Etymology
Advertisement
van (n.1)
"front part of an army or other advancing group," c. 1600, shortening of vanguard.
Related entries & more 
Advertisement
van (n.2)
"covered truck or wagon," 1829, shortening of caravan. Century Dictionary suggests this was perhaps regarded as *carry-van.
Related entries & more 
Van Allen 
name of radiation belts around the Earth (and certain other planets), 1959, from U.S. physicist James A. Van Allen (1914-2006), who reported them in 1958.
Related entries & more 
van de Graaff 
in reference to an electrostatic charge generator, 1934, named for U.S. physicist R.J. van de Graaff (1901-1967).
Related entries & more 
Rip Van Winkle 

"person out of touch with current conditions," 1829, the name of the character in Washington Irving's popular Catskills tale (published 1819) of the henpecked husband who sleeps enchanted for 20 years and finds the world has forgotten him.

Related entries & more 
Advertisement
vandyke (n.)
"short, pointed beard," 1894, from the style shown on portraits by Flemish painter Anton Van Dyck (1599-1641); earlier "a type of collar with a deep cut edge" (1755) also from a style depicted in his paintings.
Related entries & more 
Roosevelt 

the presidential family in America originally bore the name Van Roosevelt, "of the field of roses," descriptive of their estates in Holland. Claes Martenszen Van Rosenvelt, emigrated to New Amsterdam 1649. His son (1653) and all his descendants dropped the "Van." Related: Rooseveltian.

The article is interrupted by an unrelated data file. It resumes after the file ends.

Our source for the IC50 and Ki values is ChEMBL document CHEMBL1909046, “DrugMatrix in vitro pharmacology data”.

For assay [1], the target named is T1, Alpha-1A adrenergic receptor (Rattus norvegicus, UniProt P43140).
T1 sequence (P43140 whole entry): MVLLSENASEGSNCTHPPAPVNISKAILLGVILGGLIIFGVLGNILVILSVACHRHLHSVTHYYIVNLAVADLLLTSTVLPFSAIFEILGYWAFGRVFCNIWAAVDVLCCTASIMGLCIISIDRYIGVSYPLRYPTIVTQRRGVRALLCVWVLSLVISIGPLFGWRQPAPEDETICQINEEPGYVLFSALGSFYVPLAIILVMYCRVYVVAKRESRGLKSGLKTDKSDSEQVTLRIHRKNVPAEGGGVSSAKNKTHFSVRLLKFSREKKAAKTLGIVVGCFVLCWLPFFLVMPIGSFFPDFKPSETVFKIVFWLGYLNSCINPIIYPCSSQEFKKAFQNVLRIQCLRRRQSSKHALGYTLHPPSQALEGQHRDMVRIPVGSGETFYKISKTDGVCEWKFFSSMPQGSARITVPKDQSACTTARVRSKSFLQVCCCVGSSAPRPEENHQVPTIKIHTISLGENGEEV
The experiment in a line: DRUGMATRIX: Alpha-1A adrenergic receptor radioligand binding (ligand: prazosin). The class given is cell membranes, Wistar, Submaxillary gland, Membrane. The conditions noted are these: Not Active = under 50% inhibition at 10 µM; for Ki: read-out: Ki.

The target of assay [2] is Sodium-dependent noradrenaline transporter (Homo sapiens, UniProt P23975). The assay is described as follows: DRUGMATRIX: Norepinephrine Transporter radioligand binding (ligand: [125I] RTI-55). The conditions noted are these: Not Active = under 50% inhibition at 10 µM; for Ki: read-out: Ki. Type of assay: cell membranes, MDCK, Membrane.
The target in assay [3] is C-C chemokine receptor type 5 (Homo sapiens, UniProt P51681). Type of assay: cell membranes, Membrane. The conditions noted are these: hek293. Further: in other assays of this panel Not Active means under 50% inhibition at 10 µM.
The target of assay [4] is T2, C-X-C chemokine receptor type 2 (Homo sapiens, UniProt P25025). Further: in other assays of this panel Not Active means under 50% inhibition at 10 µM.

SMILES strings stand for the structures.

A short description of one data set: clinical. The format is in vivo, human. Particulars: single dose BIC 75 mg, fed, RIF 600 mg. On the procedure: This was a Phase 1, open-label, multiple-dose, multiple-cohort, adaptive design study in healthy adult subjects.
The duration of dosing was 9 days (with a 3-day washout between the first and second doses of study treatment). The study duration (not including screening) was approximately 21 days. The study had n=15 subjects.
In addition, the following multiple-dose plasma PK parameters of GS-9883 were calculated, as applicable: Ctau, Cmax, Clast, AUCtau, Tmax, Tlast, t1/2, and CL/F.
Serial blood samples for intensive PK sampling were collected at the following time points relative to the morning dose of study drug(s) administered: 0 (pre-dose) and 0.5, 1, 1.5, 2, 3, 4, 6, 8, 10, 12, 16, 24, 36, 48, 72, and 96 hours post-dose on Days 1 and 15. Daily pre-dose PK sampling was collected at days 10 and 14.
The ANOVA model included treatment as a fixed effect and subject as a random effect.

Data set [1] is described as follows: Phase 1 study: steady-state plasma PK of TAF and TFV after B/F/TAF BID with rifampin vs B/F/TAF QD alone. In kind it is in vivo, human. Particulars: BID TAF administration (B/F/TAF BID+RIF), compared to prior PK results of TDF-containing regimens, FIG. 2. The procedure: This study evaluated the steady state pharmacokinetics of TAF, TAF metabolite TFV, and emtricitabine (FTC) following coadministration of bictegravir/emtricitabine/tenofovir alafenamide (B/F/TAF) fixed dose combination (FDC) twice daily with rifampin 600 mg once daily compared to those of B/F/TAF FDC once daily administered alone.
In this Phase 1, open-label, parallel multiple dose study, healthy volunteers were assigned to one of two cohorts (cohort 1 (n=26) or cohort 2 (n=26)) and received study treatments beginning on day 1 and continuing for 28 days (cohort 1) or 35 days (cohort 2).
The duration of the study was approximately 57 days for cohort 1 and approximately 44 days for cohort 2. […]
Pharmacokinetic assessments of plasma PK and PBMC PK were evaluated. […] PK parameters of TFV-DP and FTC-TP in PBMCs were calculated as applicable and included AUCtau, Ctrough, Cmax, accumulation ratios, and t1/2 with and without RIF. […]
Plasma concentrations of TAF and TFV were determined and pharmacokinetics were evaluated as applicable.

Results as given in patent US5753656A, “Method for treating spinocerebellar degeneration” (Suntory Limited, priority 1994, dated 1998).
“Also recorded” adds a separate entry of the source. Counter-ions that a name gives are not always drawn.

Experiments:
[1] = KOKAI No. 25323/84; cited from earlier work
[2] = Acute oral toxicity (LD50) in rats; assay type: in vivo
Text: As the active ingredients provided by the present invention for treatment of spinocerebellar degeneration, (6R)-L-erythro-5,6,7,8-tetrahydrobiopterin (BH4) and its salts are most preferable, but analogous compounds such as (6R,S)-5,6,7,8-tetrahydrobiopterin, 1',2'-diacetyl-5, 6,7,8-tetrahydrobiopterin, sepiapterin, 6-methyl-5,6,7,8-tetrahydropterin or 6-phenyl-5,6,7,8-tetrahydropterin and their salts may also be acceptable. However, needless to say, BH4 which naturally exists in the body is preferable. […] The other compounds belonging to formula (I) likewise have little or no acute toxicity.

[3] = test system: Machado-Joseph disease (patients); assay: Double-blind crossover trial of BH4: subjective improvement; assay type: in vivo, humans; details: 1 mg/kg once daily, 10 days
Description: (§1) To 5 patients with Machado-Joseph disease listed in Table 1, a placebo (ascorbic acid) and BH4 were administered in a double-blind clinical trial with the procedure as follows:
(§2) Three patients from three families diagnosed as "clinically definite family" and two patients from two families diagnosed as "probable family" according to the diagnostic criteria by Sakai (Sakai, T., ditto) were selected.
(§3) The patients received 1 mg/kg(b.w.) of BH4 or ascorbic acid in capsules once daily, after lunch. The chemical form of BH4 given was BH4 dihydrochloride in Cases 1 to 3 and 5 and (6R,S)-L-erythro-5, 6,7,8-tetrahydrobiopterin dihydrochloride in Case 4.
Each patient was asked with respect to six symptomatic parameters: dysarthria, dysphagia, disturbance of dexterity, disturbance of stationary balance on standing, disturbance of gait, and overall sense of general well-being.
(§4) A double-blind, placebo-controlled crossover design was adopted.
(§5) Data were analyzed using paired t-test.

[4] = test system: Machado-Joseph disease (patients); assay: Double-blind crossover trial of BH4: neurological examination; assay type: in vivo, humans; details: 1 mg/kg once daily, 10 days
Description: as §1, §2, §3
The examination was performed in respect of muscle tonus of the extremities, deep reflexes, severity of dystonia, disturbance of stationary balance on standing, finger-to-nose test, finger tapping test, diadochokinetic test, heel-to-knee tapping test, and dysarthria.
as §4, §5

Related entries & more 
nekton 

collective name for free-swimming aquatic creatures, 1893, from German nekton (van Heusen, 1890), from Greek nekton, neuter of nektos "swimming," from nekhein "to swim" (from PIE root *sna- "to swim"). Compare plankton.

Related entries & more 
Tasmania (n.)
1853, named for Dutch navigator Abel Tasman (1603-1659), who discovered it in 1642. It was called by him Van Diemen's Land for the Dutch governor-general of the East Indies. The Tasmanian devil so called at least since 1829, from its propensity for killing young lambs (other voracious fish or animals also have been named devil).
Related entries & more 
care-worm (n.)
a word listed in 2nd print edition OED, whose editors found it once, in the 1598 edition of W. Phillip's translation of John Huyghen van Linschoten's account of his voyage to the East Indies, and marked it "? error for EAREWORM." But care-worm could be a useful word.
Related entries & more